Countless grand ideas have been dreamed up by developers and entrepreneurs, only to be released as products before consumers were ready to embrace them. Just look at Nintendo's Virtual Boy, which attempted VR technology decades before Samsung and Sony entered the fray, only to end in disaster.
Just as mass-market adoption of automobiles took a couple of decades after the first cars rolled off the factory floor, adoption of new tech trends often takes a little time before the culture and economy are ready for it.
But sometimes the stars do align, and the right technology arrives at a time when the market is ready for change.
InGen Dynamics CEO and sci-fi aficionado Arshad Hisham is hoping to make that next leap, this time in the world of robotics.
As Hisham puts it, "One of the things that I wanted to do from an early age, being a big fan of Asimov and other science fiction, is to bring some of the science fiction to reality."
Hisham's team has brought his dream to life with the creation of Aido, a state-of-the-art machine whose mission is to accelerate the improvement in human quality of life with affordable and user-friendly robotics.
Aido is built on open platforms to encourage rapid evolution through community involvement, including a critical blockchain element that has been planned.
Hisham explains, "Being on a blockchain network will ensure that there is security, redundancy, and an automatic ability to upgrade skills. This solves some of the critical problems that stunted the widespread adoption of robotic platforms in the past."
The only question that remains is whether trends have evolved as much as they need to, and whether the market is ready for a robotic near-future.
Changing With the Times
As technology improves, it has become more dependable: Nearly half of all jobs in retail may be automated within the decade, and mobile assistive healthcare robots are projected to become a $590 million market by 2024. The market has finally reached a point where these sci-fi dreams seem attainable.
Before attempting any sort of major launch, Hisham and the InGen team surveyed more than 700 users worldwide to determine the market interest in Aido. Factors included preferred height, key functionalities, user interface, and price point.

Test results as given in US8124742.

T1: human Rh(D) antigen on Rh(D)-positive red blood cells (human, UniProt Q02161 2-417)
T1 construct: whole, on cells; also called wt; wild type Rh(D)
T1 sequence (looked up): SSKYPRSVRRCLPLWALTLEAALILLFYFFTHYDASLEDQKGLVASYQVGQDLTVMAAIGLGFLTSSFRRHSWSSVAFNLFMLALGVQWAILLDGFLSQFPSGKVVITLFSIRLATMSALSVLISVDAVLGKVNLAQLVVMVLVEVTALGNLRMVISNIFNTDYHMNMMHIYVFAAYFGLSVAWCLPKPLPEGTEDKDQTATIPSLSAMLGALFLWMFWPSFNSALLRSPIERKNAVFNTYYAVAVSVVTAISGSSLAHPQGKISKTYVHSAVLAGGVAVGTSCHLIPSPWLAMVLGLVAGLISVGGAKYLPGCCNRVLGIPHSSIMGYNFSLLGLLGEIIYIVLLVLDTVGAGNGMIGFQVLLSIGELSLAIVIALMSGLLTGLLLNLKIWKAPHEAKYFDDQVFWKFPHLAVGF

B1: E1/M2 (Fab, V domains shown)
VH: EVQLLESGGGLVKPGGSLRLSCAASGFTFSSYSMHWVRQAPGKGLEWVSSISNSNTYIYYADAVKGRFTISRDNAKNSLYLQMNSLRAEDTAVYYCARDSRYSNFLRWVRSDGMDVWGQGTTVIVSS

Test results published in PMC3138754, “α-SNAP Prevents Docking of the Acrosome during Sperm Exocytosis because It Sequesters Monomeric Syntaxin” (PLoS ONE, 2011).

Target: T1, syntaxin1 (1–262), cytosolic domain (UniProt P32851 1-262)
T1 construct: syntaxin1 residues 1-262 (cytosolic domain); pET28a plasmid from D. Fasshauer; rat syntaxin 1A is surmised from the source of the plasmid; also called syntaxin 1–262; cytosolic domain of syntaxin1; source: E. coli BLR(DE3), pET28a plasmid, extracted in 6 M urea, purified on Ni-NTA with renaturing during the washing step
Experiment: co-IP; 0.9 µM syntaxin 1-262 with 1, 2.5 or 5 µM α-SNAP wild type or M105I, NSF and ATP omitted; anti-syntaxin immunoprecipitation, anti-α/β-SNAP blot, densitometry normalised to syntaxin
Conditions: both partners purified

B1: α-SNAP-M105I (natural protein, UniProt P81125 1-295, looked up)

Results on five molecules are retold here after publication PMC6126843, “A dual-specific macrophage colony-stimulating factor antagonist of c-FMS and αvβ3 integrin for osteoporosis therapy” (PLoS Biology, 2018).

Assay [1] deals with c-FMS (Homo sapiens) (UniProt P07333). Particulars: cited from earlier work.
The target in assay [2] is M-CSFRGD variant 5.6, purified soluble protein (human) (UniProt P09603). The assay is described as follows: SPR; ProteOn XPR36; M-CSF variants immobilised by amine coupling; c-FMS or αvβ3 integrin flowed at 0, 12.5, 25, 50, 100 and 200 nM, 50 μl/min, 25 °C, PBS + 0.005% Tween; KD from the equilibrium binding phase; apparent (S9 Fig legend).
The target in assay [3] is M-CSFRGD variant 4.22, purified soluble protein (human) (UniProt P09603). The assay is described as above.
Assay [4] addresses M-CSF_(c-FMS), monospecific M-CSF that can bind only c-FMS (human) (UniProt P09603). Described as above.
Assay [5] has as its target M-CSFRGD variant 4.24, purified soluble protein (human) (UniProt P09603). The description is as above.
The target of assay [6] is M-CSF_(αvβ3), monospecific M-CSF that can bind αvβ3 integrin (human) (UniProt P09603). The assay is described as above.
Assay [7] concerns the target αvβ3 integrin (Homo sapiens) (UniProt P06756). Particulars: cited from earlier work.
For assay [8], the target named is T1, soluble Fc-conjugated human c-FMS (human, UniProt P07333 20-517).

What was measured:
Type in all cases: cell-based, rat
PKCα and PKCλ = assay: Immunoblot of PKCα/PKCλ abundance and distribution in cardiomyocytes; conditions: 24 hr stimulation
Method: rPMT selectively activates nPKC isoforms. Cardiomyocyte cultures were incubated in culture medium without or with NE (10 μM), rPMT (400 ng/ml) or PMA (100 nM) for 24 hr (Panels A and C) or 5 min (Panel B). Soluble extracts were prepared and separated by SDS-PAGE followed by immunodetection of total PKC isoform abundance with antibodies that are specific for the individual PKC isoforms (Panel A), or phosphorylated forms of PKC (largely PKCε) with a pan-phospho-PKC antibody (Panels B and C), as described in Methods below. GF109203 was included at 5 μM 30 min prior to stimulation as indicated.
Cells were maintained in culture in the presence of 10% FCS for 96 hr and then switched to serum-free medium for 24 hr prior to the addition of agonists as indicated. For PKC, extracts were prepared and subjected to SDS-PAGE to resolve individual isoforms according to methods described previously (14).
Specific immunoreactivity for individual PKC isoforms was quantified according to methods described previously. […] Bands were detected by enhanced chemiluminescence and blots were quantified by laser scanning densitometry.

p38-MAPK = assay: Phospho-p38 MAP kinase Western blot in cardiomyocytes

All of this feedback informed the product's design, essentially creating a product that customers already said they wanted rather than pushing an invention on an uninterested public.
Having already enjoyed an Indiegogo campaign that raised almost 600% of its target, InGen Dynamics has proven that its creation has a willing consumer base and a workable product concept.
This increasing trend in crowdsourcing is a strong indicator of a product's viability in the greater market, as it brings real consumers in on the ground floor.
Is the Market Ready for Your Product?
For other tech companies that think they have the next big idea, here are a few steps to take to ensure that a product truly has mass-market potential:
1. Solve a real problem. Thoroughly scope out the industry. Does your tech solve a problem that's been plaguing the space, or have you invented a solution to a concern that people don't actually have?
Just because your friends and family are blown away by your fabulous product doesn't mean the rest of the world will be -- so do real testing on a small scale to determine viability.
2. Dangle the price tag. One poll doesn't prove that your product has a market unless there's a dollar sign attached. Instead of showing potential customers the product and getting their feedback, take things a step further by asking them to buy it.
If respondents balk at the idea of opening their wallets, you may still have a viable product, but you're missing an essential ingredient that proves its value. If they reach for their pocketbooks right away, you'll know you've got an innovative product that's ready for the market.
3. Scope out the competition. Unless you're going into deep space, chances are good that someone is already making some noise in your industry. Even if there's a void, and your tech is truly groundbreaking, you have to consider that competition will quickly follow after you've pioneered the way.
Don't get complacent -- be ready to stay relevant when your first-mover advantage evaporates.
Taking an idea through the development stages all the way to production is a lengthy process. Before you invest the significant time and energy into creating a product, do your due diligence, and make sure it has the market potential that the investment demands.
Once you know you have an idea worth pursuing, consider using crowdsourcing to put it on the development fast track and take it from science fiction to reality faster than you thought possible.